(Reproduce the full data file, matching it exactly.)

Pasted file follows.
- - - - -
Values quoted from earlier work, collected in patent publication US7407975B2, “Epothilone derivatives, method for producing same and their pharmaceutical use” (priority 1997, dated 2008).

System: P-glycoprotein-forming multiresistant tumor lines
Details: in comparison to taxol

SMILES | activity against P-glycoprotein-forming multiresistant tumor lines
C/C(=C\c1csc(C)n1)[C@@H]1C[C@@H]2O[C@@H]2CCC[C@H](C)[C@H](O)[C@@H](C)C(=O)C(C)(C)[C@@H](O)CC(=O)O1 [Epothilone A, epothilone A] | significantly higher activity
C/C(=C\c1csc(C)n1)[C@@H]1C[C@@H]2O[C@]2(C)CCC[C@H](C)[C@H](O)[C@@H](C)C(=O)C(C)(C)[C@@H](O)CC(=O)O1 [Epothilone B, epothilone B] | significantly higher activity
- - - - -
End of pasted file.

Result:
Values quoted from earlier work, collected in patent publication US7407975B2, “Epothilone derivatives, method for producing same and their pharmaceutical use” (priority 1997, dated 2008).

System: P-glycoprotein-forming multiresistant tumor lines
Details: in comparison to taxol

SMILES | activity against P-glycoprotein-forming multiresistant tumor lines
C/C(=C\c1csc(C)n1)[C@@H]1C[C@@H]2O[C@@H]2CCC[C@H](C)[C@H](O)[C@@H](C)C(=O)C(C)(C)[C@@H](O)CC(=O)O1 [Epothilone A, epothilone A] | significantly higher activity
C/C(=C\c1csc(C)n1)[C@@H]1C[C@@H]2O[C@]2(C)CCC[C@H](C)[C@H](O)[C@@H](C)C(=O)C(C)(C)[C@@H](O)CC(=O)O1 [Epothilone B, epothilone B] | significantly higher activity